The amended bill also directs the Department of Community Affairs to conduct or contract for a study of the Urban Enterprise Zone program. The results of the study would need to be delivered to the Legislature, with a year of the bill’s enactment. It would include recommendations regarding the continuation, modification or replacement of the program.

Though not as beneficial as prior versions of the bill, the League supports A-3549/S-846.

Contacts:

  • Michael F. Cerra, Assistant Executive Director, mcerra@njslom.org, 609-695-3481 x120.
  • Jon Moran, Senior Legislative Analyst, jmoran@njslom.org, 609-695-3481 x121.
  • Lori Buckelew, Senior Legislative Analyst, lbuckelew@njslom.org, 609-695-3481 x112.

 

Division Adopts New Regulations on Electronic Funds Transfers & Claimant Certification

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correct size blogThe Division of Local Government Services has issued Local Finance Notice 2018-13 providing guidance on the recently adopted amendments to N.J.A.C. 5:30-9A, Electronic Disbursements & Claimant Certification.  The amendments implement the provisions of P.L. 2016, c. 29, effective on April 1, 2017, which authorized local government entities to adopt policies for the payment of certain claims through the use of standard electronic funds transfer technologies.  While the Local Finance Notice provides guidance for all local government entities, this blog post will only focus on the guidance for municipalities.

Instead of paper checks, governing bodies can adopt policies and procedures permitting specific officers and employees to pay claims electronically using electronic fund technology (EFT), such as Automated Clearing House (ACH), wire transfers and e-checks.  The written policies and procedures must be adopted by resolution or ordinance as appropriate. If the municipality has a payment of claims ordinance it is recommended that EFT policy is incorporated into that policy.  The Chief Financial Officer (CFO) is responsible for ensuring that the controls set forth in state regulations and local policies are in place and adhered to.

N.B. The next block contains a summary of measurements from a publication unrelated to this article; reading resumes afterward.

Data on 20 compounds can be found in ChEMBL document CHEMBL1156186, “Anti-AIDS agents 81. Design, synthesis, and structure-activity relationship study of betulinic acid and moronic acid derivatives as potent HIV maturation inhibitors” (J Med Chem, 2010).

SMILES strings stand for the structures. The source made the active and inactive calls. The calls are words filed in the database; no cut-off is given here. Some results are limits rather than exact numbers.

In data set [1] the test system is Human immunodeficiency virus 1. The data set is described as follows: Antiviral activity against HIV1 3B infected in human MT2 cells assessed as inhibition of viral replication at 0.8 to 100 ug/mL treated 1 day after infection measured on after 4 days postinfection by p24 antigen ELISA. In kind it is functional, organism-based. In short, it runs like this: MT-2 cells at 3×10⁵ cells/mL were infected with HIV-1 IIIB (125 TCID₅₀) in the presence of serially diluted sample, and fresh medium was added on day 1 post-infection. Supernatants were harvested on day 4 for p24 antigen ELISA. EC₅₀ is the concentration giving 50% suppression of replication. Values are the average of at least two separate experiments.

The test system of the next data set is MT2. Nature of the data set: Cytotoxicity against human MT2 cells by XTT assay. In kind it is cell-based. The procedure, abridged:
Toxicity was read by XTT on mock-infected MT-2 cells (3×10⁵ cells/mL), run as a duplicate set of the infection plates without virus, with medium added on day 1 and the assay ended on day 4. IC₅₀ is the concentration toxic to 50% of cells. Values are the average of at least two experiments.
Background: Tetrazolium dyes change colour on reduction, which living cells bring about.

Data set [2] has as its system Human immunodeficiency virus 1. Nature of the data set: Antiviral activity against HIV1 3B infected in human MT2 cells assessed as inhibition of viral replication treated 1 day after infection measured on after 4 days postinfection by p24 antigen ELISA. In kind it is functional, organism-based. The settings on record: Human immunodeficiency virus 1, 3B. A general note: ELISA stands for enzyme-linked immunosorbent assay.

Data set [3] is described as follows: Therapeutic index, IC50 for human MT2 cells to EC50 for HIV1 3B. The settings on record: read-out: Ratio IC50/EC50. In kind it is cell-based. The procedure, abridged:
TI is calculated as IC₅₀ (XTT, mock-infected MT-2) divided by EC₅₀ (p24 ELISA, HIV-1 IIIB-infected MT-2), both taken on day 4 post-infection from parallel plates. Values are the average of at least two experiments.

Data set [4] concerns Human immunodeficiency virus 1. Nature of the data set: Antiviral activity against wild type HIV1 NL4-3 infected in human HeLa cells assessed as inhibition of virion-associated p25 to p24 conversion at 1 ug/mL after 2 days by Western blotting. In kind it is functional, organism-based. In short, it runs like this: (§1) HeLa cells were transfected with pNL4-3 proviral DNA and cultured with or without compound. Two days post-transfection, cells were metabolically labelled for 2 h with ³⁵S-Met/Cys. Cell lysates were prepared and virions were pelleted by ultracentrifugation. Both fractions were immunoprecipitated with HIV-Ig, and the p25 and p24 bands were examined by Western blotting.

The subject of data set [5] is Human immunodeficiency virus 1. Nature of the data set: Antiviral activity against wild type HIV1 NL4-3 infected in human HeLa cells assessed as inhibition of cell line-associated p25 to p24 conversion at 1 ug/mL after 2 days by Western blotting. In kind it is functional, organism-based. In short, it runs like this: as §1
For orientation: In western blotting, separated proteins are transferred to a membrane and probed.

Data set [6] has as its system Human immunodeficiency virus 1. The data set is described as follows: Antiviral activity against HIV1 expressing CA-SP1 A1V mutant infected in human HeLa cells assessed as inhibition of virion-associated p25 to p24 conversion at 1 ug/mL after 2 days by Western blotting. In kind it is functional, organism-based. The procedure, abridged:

All EFT policies and procedures must allow for the designation of separate roles for the initiation and authorization of the payment of claims using EFTs.  The initiation and authorization roles must be segregated and they must password-restricted and/or subject to other security controls, appropriate for the technology.   The role of initiation must be filled by the mayor or another chief executive officer unless the municipality has a payment of claims ordinance which designates another individual. The CFO and Municipal Clerk are responsible for authorization role.  The governing body must designate an officer, who is not supervised by the CFO, to authorize transfers initiated by the CFO.  Additionally, it is recommended that a backup officer be designated in the event the Mayor, Municipal Clerk, or CFO is unavailable.  Any adopted EFT policy must specify permitted EFT methods and incorporate the regulatory safeguards.

EFT technologies must facilitate measures that would mitigate the risk of a single payment being made more than once.  Each individual disbursement to a vendor must be preceded by instructions transmitted to the bank. No automatic debits are permitted.

No less than a weekly basis, activity reports on all EFT based transactions must be reviewed by the CFO or another individual under the CFO’s supervision. The governing body must designate someone, not under the CFO’s supervision, to review any CFO generated activity report. The municipal auditor may be designated instead of another official.  At least on a monthly basis reconciliation of the actual EFT transactions to the accounting records must be performed and maintained for audit.

Each bill list approved by the governing body must indicate the type of technology used in each EFT transaction. An audit trail must be created and maintained such that transaction history, including documentation of demands for payment and payment initiation, authorization and confirmation, can be independently tracked and detailed.  For wire transfers and ACH debit description, the bank posting the name of the vendor based upon the transaction routing number provides an adequate audit trail.

Procurement card issuers, along with providers of ACH and wire transfers services, must be financial institutions chartered by a State or federal agency, with the further requirement that financial institutions providing ACH and wire transfer services be covered under GUDPA (N.J.S.A. 17:9-41 et seq.). The use of PayPal and Venmo are not permitted under these rules.

ACH payments must follow the National Automated Clearing House Association (NACHA), or equivalent banking industry standard, rules. EFT through ACH must utilize Electronic Data Interchange (EDI) technology, which provides transaction-related details including invoice numbers, pay dates, and other identifying information.  An ACH Origination Agreement must be in place with the financial institution.

The regulations also include a cybersecurity framework that must be incorporated into standard EFT technologies.  Elements include: